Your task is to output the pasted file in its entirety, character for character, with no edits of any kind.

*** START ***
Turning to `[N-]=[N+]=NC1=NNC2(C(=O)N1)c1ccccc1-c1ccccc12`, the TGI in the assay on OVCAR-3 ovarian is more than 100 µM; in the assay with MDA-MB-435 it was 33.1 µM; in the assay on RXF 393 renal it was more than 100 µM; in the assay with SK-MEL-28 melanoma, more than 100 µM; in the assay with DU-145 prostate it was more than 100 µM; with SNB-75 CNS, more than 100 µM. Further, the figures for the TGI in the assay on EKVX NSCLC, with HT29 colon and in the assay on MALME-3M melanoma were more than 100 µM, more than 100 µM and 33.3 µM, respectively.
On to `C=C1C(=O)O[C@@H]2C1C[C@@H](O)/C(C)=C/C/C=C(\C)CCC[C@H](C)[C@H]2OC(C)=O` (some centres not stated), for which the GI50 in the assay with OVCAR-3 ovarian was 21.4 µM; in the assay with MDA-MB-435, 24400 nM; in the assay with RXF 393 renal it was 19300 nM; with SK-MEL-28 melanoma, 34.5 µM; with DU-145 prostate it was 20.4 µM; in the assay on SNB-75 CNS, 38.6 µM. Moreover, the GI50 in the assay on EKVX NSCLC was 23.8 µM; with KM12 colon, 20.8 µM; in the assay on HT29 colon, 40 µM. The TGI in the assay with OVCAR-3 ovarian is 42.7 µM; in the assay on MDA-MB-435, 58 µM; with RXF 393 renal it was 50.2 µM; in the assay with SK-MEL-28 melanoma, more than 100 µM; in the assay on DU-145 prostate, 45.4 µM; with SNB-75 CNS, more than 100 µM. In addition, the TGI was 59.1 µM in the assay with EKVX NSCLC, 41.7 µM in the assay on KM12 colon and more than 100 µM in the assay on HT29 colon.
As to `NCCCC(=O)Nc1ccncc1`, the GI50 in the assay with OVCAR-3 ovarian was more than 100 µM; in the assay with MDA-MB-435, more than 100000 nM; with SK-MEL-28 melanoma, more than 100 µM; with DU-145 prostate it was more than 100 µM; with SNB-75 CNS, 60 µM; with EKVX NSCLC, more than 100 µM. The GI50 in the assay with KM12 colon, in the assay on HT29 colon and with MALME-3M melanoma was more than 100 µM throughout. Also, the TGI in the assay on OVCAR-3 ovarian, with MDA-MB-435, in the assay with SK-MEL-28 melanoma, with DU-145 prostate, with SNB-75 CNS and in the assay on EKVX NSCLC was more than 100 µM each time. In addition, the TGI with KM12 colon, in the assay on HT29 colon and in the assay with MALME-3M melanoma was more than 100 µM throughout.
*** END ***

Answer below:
Turning to `[N-]=[N+]=NC1=NNC2(C(=O)N1)c1ccccc1-c1ccccc12`, the TGI in the assay on OVCAR-3 ovarian is more than 100 µM; in the assay with MDA-MB-435 it was 33.1 µM; in the assay on RXF 393 renal it was more than 100 µM; in the assay with SK-MEL-28 melanoma, more than 100 µM; in the assay with DU-145 prostate it was more than 100 µM; with SNB-75 CNS, more than 100 µM. Further, the figures for the TGI in the assay on EKVX NSCLC, with HT29 colon and in the assay on MALME-3M melanoma were more than 100 µM, more than 100 µM and 33.3 µM, respectively.
On to `C=C1C(=O)O[C@@H]2C1C[C@@H](O)/C(C)=C/C/C=C(\C)CCC[C@H](C)[C@H]2OC(C)=O` (some centres not stated), for which the GI50 in the assay with OVCAR-3 ovarian was 21.4 µM; in the assay with MDA-MB-435, 24400 nM; in the assay with RXF 393 renal it was 19300 nM; with SK-MEL-28 melanoma, 34.5 µM; with DU-145 prostate it was 20.4 µM; in the assay on SNB-75 CNS, 38.6 µM. Moreover, the GI50 in the assay on EKVX NSCLC was 23.8 µM; with KM12 colon, 20.8 µM; in the assay on HT29 colon, 40 µM. The TGI in the assay with OVCAR-3 ovarian is 42.7 µM; in the assay on MDA-MB-435, 58 µM; with RXF 393 renal it was 50.2 µM; in the assay with SK-MEL-28 melanoma, more than 100 µM; in the assay on DU-145 prostate, 45.4 µM; with SNB-75 CNS, more than 100 µM. In addition, the TGI was 59.1 µM in the assay with EKVX NSCLC, 41.7 µM in the assay on KM12 colon and more than 100 µM in the assay on HT29 colon.
As to `NCCCC(=O)Nc1ccncc1`, the GI50 in the assay with OVCAR-3 ovarian was more than 100 µM; in the assay with MDA-MB-435, more than 100000 nM; with SK-MEL-28 melanoma, more than 100 µM; with DU-145 prostate it was more than 100 µM; with SNB-75 CNS, 60 µM; with EKVX NSCLC, more than 100 µM. The GI50 in the assay with KM12 colon, in the assay on HT29 colon and with MALME-3M melanoma was more than 100 µM throughout. Also, the TGI in the assay on OVCAR-3 ovarian, with MDA-MB-435, in the assay with SK-MEL-28 melanoma, with DU-145 prostate, with SNB-75 CNS and in the assay on EKVX NSCLC was more than 100 µM each time. In addition, the TGI with KM12 colon, in the assay on HT29 colon and in the assay with MALME-3M melanoma was more than 100 µM throughout.